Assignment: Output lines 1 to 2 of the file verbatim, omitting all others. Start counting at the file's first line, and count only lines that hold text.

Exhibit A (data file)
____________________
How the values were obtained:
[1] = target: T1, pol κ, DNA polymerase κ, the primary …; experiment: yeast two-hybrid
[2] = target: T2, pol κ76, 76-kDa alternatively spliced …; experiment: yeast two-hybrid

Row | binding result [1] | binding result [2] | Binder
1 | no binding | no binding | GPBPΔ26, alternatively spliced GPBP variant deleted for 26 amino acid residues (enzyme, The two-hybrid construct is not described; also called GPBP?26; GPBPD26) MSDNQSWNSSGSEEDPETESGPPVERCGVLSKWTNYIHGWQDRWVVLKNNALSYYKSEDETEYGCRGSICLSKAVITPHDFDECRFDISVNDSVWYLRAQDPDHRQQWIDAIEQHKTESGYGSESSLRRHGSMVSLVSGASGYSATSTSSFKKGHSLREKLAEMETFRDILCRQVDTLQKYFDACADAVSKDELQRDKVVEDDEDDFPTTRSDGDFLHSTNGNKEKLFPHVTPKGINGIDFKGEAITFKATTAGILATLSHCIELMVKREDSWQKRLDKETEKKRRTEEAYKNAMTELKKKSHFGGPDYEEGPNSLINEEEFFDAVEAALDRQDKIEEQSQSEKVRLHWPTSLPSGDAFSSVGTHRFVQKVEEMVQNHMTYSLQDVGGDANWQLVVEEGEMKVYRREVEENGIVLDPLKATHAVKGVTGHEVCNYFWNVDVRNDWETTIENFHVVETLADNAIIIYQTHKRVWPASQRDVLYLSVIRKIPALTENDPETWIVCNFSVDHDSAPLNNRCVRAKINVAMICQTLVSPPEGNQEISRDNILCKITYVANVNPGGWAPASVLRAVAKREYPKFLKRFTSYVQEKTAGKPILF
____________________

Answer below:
How the values were obtained:
[1] = target: T1, pol κ, DNA polymerase κ, the primary …; experiment: yeast two-hybrid